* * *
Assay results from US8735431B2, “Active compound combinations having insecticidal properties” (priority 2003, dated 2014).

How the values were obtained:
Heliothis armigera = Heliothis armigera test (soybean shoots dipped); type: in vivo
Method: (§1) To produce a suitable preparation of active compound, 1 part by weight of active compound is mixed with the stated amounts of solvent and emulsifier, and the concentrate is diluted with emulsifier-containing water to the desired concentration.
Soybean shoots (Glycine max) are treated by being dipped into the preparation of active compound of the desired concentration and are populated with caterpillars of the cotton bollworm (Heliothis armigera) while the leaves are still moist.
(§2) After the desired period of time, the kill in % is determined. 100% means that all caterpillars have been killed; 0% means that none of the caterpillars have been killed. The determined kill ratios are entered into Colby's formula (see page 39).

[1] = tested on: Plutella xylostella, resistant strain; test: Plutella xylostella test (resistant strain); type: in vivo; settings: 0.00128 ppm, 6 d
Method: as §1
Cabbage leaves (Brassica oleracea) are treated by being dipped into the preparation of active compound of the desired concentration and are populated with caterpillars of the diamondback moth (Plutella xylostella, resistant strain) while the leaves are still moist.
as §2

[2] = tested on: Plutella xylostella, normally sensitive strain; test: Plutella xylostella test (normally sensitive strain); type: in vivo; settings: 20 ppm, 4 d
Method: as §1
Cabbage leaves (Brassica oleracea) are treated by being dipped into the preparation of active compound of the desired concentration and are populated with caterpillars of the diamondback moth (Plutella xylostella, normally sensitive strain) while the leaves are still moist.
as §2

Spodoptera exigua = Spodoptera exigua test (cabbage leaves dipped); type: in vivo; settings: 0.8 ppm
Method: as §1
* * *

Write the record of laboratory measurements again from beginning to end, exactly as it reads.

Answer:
Assay results from US8735431B2, “Active compound combinations having insecticidal properties” (priority 2003, dated 2014).

How the values were obtained:
Heliothis armigera = Heliothis armigera test (soybean shoots dipped); type: in vivo
Method: (§1) To produce a suitable preparation of active compound, 1 part by weight of active compound is mixed with the stated amounts of solvent and emulsifier, and the concentrate is diluted with emulsifier-containing water to the desired concentration.
Soybean shoots (Glycine max) are treated by being dipped into the preparation of active compound of the desired concentration and are populated with caterpillars of the cotton bollworm (Heliothis armigera) while the leaves are still moist.
(§2) After the desired period of time, the kill in % is determined. 100% means that all caterpillars have been killed; 0% means that none of the caterpillars have been killed. The determined kill ratios are entered into Colby's formula (see page 39).

[1] = tested on: Plutella xylostella, resistant strain; test: Plutella xylostella test (resistant strain); type: in vivo; settings: 0.00128 ppm, 6 d
Method: as §1
Cabbage leaves (Brassica oleracea) are treated by being dipped into the preparation of active compound of the desired concentration and are populated with caterpillars of the diamondback moth (Plutella xylostella, resistant strain) while the leaves are still moist.
as §2

[2] = tested on: Plutella xylostella, normally sensitive strain; test: Plutella xylostella test (normally sensitive strain); type: in vivo; settings: 20 ppm, 4 d
Method: as §1
Cabbage leaves (Brassica oleracea) are treated by being dipped into the preparation of active compound of the desired concentration and are populated with caterpillars of the diamondback moth (Plutella xylostella, normally sensitive strain) while the leaves are still moist.
as §2

Spodoptera exigua = Spodoptera exigua test (cabbage leaves dipped); type: in vivo; settings: 0.8 ppm
Method: as §1